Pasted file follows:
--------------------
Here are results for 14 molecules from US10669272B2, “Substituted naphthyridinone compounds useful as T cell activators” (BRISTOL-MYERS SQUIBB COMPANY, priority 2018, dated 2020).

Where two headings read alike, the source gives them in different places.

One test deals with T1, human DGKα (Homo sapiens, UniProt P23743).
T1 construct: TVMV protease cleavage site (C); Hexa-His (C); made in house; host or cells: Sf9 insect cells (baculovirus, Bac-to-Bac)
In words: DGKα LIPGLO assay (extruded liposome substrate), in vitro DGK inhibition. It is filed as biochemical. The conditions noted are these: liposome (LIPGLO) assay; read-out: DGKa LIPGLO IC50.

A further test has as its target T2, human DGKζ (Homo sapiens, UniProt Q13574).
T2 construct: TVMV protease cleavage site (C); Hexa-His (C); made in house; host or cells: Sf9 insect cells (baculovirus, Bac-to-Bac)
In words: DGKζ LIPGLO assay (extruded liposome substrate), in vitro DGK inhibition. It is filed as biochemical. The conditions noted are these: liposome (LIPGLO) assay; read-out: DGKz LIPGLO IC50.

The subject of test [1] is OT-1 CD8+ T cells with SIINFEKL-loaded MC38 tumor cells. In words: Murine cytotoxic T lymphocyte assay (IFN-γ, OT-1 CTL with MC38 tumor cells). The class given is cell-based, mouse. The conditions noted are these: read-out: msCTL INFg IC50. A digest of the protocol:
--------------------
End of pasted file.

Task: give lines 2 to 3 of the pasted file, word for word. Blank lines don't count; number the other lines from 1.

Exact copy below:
Where two headings read alike, the source gives them in different places.

One test deals with T1, human DGKα (Homo sapiens, UniProt P23743).